Breast Cancer & Mammography
What You Should Know About Breast Cancer
Virginia Hospital Center encourages women to be actively involved in monitoring their own health and taking preventive measures against breast cancer. In recent years, the early detection of breast cancer has saved the lives of thousands of women across the United States.
Breast cancer is the most common cancer diagnosed in women and it is the second leading cause of cancer death, after lung cancer. However, when detected early, breast cancer is very treatable.
Women over age 20 should be aware of the warning signs and risk factors for breast cancer.
By performing regular monthly exams, you will become familiar with the normal bumps you feel in your breast, and be better able to detect any changes. Call your doctor if you notice changes such as:
- Thickening or swelling of breast tissue
- Any dimpling or distortion of the breast
- Skin irritation or scaliness of the breast
- Tenderness of the nipple, nipple discharge
- Change in size or color of the breast or nipple
- Lump in the breast or under the arm
As you get older, your risk of breast cancer increases. Your risk increases if you:
- Are over 50 years old
- Have had breast cancer
- Have a mother, grandmother or sister who has had breast cancer
- Began menstruation before you were 12 years old
- Stopped having periods after you were 55 years old
- Eat a diet that is high in fat
- Are very overweight
- Have never been pregnant
- Had your first baby after you were 30 years old
- Are on estrogen replacement therapy
When a lump is detected, it is most often NOT cancer. In fact, 70 percent of all breast lumps are benign. But, it is important for women to understand the importance of breast self-examinations and early cancer detection.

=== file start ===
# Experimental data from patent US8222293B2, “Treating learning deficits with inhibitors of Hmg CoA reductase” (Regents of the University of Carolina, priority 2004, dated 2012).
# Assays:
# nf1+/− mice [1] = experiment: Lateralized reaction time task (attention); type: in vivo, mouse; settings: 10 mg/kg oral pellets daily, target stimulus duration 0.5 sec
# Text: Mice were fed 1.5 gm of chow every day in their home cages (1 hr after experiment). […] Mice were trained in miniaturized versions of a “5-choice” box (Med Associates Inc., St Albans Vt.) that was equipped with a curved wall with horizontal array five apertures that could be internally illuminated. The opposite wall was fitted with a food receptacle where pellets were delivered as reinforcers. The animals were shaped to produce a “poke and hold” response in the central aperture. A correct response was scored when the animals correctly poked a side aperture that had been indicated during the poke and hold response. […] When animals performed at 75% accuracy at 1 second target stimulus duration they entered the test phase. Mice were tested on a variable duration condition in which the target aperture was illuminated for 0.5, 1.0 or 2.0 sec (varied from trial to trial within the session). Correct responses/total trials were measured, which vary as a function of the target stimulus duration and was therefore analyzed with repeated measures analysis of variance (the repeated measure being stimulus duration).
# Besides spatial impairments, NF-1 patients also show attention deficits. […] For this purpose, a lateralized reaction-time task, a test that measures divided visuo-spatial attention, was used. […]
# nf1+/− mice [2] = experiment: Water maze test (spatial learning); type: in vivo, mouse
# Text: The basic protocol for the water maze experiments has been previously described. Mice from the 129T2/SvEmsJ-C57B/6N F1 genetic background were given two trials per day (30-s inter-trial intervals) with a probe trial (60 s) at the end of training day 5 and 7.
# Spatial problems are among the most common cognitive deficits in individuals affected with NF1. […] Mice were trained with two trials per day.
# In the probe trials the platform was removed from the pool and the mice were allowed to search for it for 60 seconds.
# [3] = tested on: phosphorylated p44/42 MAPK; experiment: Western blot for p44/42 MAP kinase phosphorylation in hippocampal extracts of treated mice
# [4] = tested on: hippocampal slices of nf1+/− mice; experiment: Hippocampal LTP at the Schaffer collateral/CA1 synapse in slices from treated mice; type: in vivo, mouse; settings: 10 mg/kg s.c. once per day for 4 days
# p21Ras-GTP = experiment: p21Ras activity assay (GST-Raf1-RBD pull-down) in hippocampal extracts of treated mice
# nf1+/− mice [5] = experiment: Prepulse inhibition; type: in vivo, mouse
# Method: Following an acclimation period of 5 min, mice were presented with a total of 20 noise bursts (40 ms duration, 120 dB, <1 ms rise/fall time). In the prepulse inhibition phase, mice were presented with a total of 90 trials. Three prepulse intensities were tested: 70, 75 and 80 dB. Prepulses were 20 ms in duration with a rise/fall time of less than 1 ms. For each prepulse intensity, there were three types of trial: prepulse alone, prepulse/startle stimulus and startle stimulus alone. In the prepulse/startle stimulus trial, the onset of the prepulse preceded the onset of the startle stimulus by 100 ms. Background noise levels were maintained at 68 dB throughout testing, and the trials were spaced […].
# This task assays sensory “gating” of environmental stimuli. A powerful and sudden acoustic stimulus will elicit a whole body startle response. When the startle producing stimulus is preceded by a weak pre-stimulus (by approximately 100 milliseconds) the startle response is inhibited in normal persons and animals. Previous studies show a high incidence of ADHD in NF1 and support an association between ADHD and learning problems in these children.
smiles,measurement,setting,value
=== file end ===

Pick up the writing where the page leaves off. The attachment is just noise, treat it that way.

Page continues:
Early Breast Cancer Detection
Through breast self-examination (BSE), clinical breast examination (CBE) by your doctor and mammography, breast cancers are being detected earlier than ever before. You should learn how to perform monthly breast self-examinations.
Many women who have gone through menopause find performing an exam every month on a certain day helpful. If you still menstruate, the best time to do it is five days after the start of your period.
Breast self-exams are NOT a substitute for mammography or examination by a clinician, however.
Mammograms and regular breast examinations continue to be the best ways to detect breast cancer, and should be performed according to the American Cancer Society screening guidelines listed below.
Virginia Hospital Center follows the guidelines of the American Cancer Society in recommending:
- Yearly mammograms starting at age 40 and continuing for as long as a woman is in good health
- Clinical breast exam (CBE) about every 3 years for women in their 20s and 30s and every year for women 40 and over
- Women should know how their breasts normally look and feel and report any breast changes to a health care provider right away. Breast self-exam (BSE) is an option for women starting in their 20s.
Some women – because of their family history, a genetic tendency, or certain other factors – should be screened with MRIs along with mammograms. (The number of women who fall into this category is small: less than 2% of all women in the United States.) Talk with a doctor about your history and whether you should have other tests or start testing at an earlier age.